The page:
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Film Series | It's Hard to be Human: The Cinema of Roy Andersson

Dubbed “a slapstick Ingmar Bergman,” the Swedish director Roy Andersson emerged from a twenty-year exile from the Scandinavian film industry to become one of its utmost original voices. Most famous for his recently completed “human trilogy” of films, Andersson has adapted poetry ranging from the works of César Vallejo to ancient Norse Poetic Edda and an absurdist and comically deadpan view on the trials and tribulations of life in today’s society.

Working with a small group of tight-knit collaborators, known as “the Team,” Andersson’s productions use an elaborate, labor-intensive and proudly artisanal process to construct complex tableaux sets and styling. His work forms a bitingly humorous and sophisticated philosophical take on the human condition. 

Celebrating the recent completion of the “human trilogy,” MAD presents It’s Hard to Be Human: The Cinema of Roy Andersson, a retrospective of this unique auteur’s work. Tracing Andersson’s career from his early 1970s features, including his breakout success A Swedish Love Story, short-film and commercial work as well as the “human trilogy,” It’s Hard to Be Human: The Cinema of Roy Andersson showcases this inimitable artist’s ability to continue to evolve the scope of cinema.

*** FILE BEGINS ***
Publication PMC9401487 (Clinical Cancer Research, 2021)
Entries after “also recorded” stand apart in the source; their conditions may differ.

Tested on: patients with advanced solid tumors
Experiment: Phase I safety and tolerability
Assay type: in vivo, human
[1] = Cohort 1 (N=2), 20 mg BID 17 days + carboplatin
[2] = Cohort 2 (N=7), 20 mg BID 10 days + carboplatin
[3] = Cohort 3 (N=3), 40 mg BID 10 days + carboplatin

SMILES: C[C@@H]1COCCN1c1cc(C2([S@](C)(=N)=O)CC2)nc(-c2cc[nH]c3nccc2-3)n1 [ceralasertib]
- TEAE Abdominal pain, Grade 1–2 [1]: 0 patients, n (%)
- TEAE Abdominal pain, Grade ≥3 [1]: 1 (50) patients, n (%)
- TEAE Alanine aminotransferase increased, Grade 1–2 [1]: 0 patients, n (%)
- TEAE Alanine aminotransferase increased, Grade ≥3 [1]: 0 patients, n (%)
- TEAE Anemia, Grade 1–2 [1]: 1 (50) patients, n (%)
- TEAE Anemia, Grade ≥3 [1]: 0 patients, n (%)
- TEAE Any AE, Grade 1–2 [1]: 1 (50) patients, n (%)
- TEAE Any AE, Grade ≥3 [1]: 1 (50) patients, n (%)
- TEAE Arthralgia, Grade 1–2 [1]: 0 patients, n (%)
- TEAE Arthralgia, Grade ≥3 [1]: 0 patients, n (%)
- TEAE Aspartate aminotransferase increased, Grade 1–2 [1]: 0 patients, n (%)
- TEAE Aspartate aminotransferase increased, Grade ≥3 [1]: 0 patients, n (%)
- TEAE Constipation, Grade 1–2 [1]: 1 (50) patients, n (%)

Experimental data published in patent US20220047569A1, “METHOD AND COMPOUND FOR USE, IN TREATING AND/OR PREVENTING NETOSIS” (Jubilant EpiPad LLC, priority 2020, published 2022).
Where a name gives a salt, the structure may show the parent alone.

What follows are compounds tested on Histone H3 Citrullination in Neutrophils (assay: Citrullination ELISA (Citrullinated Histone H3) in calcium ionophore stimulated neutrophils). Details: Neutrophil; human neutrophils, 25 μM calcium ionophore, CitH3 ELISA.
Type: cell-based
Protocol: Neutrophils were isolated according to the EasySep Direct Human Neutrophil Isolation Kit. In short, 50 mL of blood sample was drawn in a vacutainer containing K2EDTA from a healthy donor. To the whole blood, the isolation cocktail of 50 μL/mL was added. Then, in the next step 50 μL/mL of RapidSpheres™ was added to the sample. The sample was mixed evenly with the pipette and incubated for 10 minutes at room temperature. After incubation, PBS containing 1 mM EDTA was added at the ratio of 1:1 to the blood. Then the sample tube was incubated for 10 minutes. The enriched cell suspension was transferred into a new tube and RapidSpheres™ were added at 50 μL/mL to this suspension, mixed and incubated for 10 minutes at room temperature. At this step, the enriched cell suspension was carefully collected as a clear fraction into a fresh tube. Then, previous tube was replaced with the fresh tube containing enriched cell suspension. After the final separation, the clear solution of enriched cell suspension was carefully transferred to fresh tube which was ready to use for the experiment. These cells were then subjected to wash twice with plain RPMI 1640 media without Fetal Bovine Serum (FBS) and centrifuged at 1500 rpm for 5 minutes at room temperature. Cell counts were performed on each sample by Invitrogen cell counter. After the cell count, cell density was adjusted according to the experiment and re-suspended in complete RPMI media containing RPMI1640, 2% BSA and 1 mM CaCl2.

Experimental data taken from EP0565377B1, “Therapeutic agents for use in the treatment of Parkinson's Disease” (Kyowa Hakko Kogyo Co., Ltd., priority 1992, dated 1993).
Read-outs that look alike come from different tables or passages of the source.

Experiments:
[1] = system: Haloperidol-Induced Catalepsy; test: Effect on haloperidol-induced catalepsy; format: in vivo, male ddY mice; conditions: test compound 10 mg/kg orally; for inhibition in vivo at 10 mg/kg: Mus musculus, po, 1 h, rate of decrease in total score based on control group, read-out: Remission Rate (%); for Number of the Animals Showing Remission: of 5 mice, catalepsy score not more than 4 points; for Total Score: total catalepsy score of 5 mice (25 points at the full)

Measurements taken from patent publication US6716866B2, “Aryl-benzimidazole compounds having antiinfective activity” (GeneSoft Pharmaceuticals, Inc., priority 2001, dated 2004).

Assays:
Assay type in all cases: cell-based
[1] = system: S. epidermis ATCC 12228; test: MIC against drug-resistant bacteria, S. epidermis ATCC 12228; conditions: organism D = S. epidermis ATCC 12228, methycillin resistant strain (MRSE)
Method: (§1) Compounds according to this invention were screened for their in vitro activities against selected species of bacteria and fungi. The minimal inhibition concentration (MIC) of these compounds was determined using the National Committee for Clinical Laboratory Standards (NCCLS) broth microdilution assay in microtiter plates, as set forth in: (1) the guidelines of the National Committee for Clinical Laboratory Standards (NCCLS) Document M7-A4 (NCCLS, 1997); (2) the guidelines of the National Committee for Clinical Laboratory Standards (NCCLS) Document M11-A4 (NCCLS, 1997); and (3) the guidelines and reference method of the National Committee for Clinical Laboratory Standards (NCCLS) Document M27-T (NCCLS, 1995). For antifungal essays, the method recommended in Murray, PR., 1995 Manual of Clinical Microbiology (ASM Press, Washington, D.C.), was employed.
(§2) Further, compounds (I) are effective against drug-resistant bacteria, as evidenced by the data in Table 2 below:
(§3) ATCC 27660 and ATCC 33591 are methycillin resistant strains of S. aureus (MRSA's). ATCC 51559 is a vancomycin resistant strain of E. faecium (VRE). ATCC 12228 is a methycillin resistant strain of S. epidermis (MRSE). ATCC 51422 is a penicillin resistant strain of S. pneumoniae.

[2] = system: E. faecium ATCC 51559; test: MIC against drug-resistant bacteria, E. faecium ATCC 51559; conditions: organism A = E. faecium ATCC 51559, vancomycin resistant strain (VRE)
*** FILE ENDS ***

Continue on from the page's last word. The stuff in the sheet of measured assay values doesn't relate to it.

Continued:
It’s Hard to Be Human: The Cinema of Roy Andersson is organized by Jake Yuzna, Director of Public Programs

This program was made possible in part with support from Magnolia Pictures.


 A Pigeon Sat on a Branch Reflecting on Existence, 2015, Roy Andersson, images courtesy of Magnolia Pictures
 A Pigeon Sat on a Branch Reflecting on Existence, 2015, Roy Andersson, images courtesy of Magnolia Pictures
 A Swedish Love Story,1970, Roy Andersson
 A Swedish Love Story,1970, Roy Andersson
 World of Glory, 2000, Roy Andersson
 Somethign Happened, 1987, Roy Andersson
 Songs From the Second Story, 2000, Roy Andersson
 Tomorrow is Another Day, 2011, Johan Carlsson, image courtesy of Studio 24
 You, the Living, 2007, Roy Andersson, image courtesy of Kino Lorber Films

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